(Note: The writers are answering the question: “Was the Justice Department correct when it called key components of Obamacare unconstitutional?”)


WASHINGTON — The constitutionality of Obamacare is an issue again.


Six years ago, a closely divided U.S. Supreme Court upheld the statute in NFIB v. Sebelius, but the Tax Cuts and Jobs Act of 2017 had an important effect — whether or not intended — on Obamacare’s constitutionality.


Obamacare requires insurance companies to cover pre-existing illnesses and injuries. That’s an expensive proposition.


To help pay for it, Congress required everyone, especially people in good health, to buy insurance — the so-called “individual mandate.”


That requirement enables insurance companies to use their profits from covering the healthy and fit — since their premiums exceed their expenses — to underwrite treatment of the sick and injured.


Don’t purchase health coverage, Congress said, and you instead must pay money into the U.S. Treasury so that coverage can be funded.


The original legal debate was whether the Commerce Clause permitted Congress to require citizens to buy coverage.


Obamacare’s defenders argued that, since health insurance is such a large part sector of the national economy, Congress can regulate how it works.


Critics said that the individual mandate was unconstitutional because the Commerce Clause empowers Congress only to “regulate” commerce, not to “create” it.


The Supreme Court upheld Obamacare by a 5—4 vote. Four justices said it was a lawful regulation of commerce; four disagreed.


Chief Justice Roberts cast the deciding vote. He concluded that the individual exaction was a “tax” that could be upheld under the Constitution’s Taxing and Spending Clause.


It is irrelevant that Congress eschewed labeling the penalty as a “tax,” he wrote, because it was for the Court to decide how to classify Obamacare.


He deemed the noncompliance payment to be a “tax” because it raised revenue and sufficiently resembled a tax that it could be labeled as such. Thus, five justices found the law constitutional, even though they disagreed why.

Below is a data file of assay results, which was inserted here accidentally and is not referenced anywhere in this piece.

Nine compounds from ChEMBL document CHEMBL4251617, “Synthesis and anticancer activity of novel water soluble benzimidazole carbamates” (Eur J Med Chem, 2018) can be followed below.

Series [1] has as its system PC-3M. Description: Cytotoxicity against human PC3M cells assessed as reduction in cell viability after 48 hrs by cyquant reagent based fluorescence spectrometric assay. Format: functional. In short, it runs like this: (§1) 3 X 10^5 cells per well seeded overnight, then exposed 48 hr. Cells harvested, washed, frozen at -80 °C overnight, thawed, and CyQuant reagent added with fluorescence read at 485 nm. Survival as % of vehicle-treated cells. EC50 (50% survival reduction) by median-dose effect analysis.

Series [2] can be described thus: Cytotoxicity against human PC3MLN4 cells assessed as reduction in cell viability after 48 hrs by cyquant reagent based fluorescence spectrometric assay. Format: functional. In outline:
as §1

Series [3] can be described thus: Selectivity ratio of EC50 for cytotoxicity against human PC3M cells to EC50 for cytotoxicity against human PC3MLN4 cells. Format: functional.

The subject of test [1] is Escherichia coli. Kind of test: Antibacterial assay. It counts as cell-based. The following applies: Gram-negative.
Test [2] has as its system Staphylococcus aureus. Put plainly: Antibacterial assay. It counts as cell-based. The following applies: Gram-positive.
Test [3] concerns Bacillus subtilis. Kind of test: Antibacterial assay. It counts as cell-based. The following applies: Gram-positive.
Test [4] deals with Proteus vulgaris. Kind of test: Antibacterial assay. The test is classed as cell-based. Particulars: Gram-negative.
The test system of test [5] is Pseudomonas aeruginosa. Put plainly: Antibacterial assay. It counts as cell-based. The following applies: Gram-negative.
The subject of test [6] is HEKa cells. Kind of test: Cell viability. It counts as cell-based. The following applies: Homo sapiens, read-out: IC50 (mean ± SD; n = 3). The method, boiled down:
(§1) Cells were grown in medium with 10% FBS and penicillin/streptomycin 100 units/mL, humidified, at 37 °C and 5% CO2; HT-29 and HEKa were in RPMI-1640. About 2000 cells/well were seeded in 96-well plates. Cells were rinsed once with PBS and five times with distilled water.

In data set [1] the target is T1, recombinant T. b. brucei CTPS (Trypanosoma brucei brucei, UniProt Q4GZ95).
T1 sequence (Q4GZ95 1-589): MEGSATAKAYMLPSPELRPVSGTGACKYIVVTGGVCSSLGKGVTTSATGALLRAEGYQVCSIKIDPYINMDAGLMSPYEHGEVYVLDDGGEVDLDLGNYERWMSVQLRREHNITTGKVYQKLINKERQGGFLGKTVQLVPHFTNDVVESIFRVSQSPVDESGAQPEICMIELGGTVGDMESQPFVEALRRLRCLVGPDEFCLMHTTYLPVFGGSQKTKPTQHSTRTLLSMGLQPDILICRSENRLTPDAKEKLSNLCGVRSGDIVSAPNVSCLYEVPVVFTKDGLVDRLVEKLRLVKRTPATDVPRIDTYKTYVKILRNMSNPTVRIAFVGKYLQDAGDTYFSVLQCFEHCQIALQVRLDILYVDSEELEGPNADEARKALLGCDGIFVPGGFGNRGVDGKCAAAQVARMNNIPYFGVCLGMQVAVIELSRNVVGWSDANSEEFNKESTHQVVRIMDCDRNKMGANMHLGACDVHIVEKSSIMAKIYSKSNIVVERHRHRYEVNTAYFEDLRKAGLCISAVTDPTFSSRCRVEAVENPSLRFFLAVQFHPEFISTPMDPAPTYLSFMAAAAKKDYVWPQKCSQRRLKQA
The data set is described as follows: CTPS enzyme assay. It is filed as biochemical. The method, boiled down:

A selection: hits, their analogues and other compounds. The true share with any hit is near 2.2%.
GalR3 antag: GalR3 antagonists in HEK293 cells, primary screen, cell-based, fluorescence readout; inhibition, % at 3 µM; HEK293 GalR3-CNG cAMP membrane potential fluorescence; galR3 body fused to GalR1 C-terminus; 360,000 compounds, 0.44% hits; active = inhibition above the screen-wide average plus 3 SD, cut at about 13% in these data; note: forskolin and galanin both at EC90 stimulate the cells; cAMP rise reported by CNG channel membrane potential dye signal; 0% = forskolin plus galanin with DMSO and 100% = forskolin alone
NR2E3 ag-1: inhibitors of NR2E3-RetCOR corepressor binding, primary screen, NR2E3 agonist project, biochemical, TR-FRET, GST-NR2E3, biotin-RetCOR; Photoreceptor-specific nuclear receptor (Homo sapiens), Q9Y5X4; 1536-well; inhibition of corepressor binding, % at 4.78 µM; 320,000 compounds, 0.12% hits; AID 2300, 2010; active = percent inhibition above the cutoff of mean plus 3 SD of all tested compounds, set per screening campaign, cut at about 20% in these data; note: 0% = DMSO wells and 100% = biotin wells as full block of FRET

Now the fun begins.


Effective January 2019, the 2017 Tax Cuts and Jobs Act reduces the payment into the U.S. Treasury for not purchasing health insurance to — literally — “$0.”


Does that matter? Yes, indeed. Once the Obamacare penalty disappears, so does the basis on which the Supreme Court upheld it.


In NFIB v. Sebelius, Roberts’ wrote that “the Government asks us to interpret the mandate as imposing a tax, if it would otherwise violate the Constitution,” and he found that “it can be so read.” The “exaction” imposed on people without health insurance, he wrote, “looks like a tax in many respects.”


For example, people pay the exaction amount “into the Treasury … when they file their tax returns,” and that payment “does not apply to” people who do not pay income tax.


The payment amount “is determined by such familiar factors as taxable income, number of dependents, and joint filing status.” The payment requirement is found “in the Internal Revenue Code,” and it is “enforced by the IRS, which … must assess and collect it “in the same manner as taxes.”


If there were any doubt about the matter, he dispelled it by this line: “This process yields the essential feature of any tax: It produces at least some revenue for the Government.”


Regardless of whether Chief Justice Roberts was correct to label the Obamacare penalty a “tax” in 2012, it can’t be given that label next year.


In his words, the “essential feature of a tax” is that it raises money. Seven months from now, Obamacare won’t. Live by $1 in revenue, die by $0 in revenue.


So that brings us to this conclusion: Unless John Roberts wants history to remember him as “Humpty Dumpty” rather than as “Chief Justice of the United States,” the game is over.


Paul J. Larkin Jr. is the John, Barbara and Victoria Rumpel Senior Legal Research Fellow in The Heritage Foundation’s Edwin Meese Center for Legal and Judicial Studies. Readers may write him at Heritage, 214 Massachusetts Ave., Washington, D.C. 20002-4999.